Claim: There is less warming in the pipeline than we thought, said Imperial College (London) climate scientist Joeri Rogelj, a lead author of the next major climate assessment from the Intergovernmental Panel on Climate Change. “It is our best understanding that, if we bring down CO2 to net zero, the warming will level off. The climate will stabilize within a decade or two,” he said. “There will be very little to no additional warming. Our best estimate is zero.”
The widespread idea that decades, or even centuries, of additional warming are already baked into the system, as suggested by previous IPCC reports, were based on an “unfortunate misunderstanding of experiments done with climate models that never assumed zero emissions.” Those models assumed that concentrations of greenhouse gases in the atmosphere would remain constant, that it would take centuries before they decline, said Penn State climate scientist Michael Mann, who discussed the shifting consensus last October during a segment of 60 Minutes on CBS.
The idea that global warming could stop relatively quickly after emissions go to zero was described as a “game-changing new scientific understanding” by Covering Climate Now, a collaboration of news organizations covering climate. “This really is true,” he said. “It’s a dramatic change in the paradigm that has been lost on many who cover this issue, perhaps because it hasn’t been well explained by the scientific community. It’s an important development that is still under appreciated.”“It’s definitely the scientific consensus now that warming stabilizes quickly, within 10 years, of emissions going to zero,” he said.
Biden has said he intends to rejoin the Paris Agreement, but the U.S. has a lot of ground to make up to meet the goals of the accord. And it is becoming increasingly clear that deeper cuts to emissions will be necessary to limit global warming to below 3.6 degrees F, said Michael Mann, a climatologist and professor of atmospheric science at Penn State University.
"The sobering reality is that even if every country meets their commitment under Paris (and many, including the U.S. and E.U. are currently falling short), that gets us less than halfway to where we need to be," he said in an email. "Paris is a good starting point, but we need to go well beyond Paris now to achieve the reductions that are necessary."
New Study: Gebbie, 2021: Annual Review of Marine Science - "Combining Modern and Paleoceanographic Perspectives on Ocean Heat Uptake
Annual Review of Marine Science" - Vol. 13:- (Volume publication date January 2021):
Excerpts: "To detect the effects of anthropogenic forcing, it would require energy budget imbalance measurement precision of 0.1 W/m² at the top of the atmosphere (TOA). Uncertainty in the forcing changes affecting climate are ±4 W/m², meaning that uncertainty is about 80 times greater than an anthropogenic signal detection." ...
"Past changes in global ocean heat content, such as the last deglaciation, have been 20 times larger than modern changes."
Michael Mann: "A second Trump term is game over the climate--really! That is the prism through which I view the 2020 U.S. Presidential election." ... "We need a president who will not only meet our current obligation under the Paris accord but double down on them."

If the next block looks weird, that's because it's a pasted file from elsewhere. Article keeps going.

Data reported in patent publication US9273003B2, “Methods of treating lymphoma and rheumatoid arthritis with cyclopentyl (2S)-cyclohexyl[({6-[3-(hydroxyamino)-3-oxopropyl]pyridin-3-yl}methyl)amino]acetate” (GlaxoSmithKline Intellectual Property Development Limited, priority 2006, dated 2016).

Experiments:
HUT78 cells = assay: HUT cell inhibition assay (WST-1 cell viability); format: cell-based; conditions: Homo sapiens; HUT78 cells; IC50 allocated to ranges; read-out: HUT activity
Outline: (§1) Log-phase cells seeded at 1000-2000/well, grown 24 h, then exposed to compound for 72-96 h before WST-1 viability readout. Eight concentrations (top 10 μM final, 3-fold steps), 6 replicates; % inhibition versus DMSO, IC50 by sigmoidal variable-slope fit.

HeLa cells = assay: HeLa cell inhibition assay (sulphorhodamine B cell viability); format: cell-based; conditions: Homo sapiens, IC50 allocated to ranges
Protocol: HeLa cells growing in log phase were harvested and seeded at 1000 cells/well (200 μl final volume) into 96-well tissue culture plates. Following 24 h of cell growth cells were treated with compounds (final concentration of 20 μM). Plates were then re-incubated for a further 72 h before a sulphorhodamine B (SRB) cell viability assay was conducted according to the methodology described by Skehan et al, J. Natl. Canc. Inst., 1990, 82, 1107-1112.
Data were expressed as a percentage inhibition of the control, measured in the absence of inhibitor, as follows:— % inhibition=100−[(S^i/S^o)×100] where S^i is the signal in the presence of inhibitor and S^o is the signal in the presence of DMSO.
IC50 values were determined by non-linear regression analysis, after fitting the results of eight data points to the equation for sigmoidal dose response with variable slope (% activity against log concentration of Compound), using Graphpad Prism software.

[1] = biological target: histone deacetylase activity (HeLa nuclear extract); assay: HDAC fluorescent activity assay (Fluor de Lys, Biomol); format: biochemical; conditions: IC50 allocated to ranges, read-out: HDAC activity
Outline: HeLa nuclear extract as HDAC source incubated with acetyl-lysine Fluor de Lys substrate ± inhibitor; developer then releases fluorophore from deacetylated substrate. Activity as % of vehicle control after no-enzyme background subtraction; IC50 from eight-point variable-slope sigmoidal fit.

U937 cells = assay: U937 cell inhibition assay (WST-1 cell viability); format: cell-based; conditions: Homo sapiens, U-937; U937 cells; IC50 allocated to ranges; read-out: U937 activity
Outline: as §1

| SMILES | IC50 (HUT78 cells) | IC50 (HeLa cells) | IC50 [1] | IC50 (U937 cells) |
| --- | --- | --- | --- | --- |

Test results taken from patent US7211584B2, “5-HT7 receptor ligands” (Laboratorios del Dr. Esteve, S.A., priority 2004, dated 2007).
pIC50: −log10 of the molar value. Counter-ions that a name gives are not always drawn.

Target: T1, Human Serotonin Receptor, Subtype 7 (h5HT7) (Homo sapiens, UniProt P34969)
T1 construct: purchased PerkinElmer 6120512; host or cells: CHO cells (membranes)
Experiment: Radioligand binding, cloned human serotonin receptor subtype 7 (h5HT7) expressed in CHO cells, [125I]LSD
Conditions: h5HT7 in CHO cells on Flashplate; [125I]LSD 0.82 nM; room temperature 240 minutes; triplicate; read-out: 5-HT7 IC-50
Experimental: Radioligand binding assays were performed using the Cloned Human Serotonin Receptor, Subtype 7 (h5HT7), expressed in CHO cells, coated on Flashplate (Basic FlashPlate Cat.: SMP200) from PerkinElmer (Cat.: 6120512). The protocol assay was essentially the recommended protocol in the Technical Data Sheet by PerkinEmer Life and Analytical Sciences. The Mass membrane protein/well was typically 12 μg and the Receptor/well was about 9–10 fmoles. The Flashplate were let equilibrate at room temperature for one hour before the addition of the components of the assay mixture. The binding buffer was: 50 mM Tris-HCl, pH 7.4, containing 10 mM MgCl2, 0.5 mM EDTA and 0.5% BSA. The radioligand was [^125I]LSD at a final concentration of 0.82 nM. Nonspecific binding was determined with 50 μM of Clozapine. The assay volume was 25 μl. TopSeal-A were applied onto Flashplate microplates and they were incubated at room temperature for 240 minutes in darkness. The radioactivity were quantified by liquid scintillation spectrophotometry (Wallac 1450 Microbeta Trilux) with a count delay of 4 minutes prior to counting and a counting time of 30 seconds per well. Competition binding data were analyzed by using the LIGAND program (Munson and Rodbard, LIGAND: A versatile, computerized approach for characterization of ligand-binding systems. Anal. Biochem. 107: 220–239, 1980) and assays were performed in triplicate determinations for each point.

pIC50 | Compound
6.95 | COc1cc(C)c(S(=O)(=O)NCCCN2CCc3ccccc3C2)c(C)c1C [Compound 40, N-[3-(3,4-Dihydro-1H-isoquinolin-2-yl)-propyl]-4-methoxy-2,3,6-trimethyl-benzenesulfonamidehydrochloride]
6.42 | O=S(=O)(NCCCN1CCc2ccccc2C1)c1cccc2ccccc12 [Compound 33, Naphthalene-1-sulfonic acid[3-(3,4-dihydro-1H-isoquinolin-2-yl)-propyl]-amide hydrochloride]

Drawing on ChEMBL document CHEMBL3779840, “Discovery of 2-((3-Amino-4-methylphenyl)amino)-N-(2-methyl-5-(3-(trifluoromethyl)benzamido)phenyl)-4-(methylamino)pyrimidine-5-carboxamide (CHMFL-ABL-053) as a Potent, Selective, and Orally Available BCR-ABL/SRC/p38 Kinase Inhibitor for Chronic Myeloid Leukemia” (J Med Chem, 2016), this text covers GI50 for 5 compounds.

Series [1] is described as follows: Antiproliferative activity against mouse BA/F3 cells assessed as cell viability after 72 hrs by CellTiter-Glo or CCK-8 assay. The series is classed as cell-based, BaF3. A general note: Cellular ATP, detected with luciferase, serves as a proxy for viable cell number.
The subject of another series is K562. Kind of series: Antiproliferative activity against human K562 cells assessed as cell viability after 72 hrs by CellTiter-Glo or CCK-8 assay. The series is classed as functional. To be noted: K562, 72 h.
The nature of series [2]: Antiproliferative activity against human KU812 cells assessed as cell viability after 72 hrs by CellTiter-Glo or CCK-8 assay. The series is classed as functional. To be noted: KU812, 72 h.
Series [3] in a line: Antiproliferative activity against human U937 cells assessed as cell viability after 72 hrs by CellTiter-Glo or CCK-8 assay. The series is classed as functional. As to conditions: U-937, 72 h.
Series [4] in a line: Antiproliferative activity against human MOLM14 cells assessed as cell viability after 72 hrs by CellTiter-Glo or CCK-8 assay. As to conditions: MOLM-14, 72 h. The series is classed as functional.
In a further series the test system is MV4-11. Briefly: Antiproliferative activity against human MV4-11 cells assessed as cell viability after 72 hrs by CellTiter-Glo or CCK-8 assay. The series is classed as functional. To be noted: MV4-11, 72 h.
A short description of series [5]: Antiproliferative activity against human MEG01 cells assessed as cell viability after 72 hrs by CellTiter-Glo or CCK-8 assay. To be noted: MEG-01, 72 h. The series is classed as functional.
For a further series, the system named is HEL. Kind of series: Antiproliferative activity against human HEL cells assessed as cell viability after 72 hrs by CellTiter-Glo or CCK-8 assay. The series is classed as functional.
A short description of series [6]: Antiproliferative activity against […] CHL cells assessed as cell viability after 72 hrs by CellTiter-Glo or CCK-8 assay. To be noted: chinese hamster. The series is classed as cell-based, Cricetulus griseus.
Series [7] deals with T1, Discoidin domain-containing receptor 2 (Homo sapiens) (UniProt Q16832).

Mann: I will be blunt, this is a make or break election for climate change.
CBS News reporter: "it's simply a matter of math. It's not just opinion, its scientific calculation? Mann: "It is."
Since the 1980s, 29% of human CO2 emissions were cancelled out by the CO2-induced greening of the Earth. The post-2000 vegetative greening expansion has been so massive (5.4 million km²) its net areal increase is equivalent to a region the size of the Amazon rainforest.
Boris Johnson, Angela Merkel, Emmanuel Macron, and Narendra Modi will apparently gather in the Netherlands. There, along with Bill Gates, UN head Antonio Guterres, and personnel associated with the European Union, the World Bank, and the International Monetary Fund, they’ll attend a climate summit hosted by the Global Center on Adaptation. ...
We’re told this summit "will launch a comprehensive Adaptation Action Agenda to kick start a transformational decade."
Donna Laframboise: "The chutzpah is astonishing. The global economy is in tatters. Billions face an uncertain future. Health care workers are exhausted. Yet this Clique of Self-Important People™ is full speed ahead, determined to impose its climate vision on the rest of us."
In the last 500 years only some 80 mammals are recorded as having gone extinct. In his book, More From Less, Andrew McAfee, a board member of HumanProgress.org, discusses how relatively rare recorded extinctions are – with some 530 across all species in the last five centuries. More importantly, he notes, the rate of extinction “appear[s] to have slowed down in recent decades; for example, no marine creatures have been recorded as extinct in the last fifty years.”
Matt Ridley, another board member and frequent contributor to this site, argues that despite the human population doubling in the last half-century, “the extinction rate of wild species, especially in the most industrialized countries,” seems to have fallen rather than increased. While absence of evidence isn’t the same as evidence of absence, and there might be millions of unrecorded species in the world’s oceans and tropical forests, the most aggressive claims rest on shaky foundations.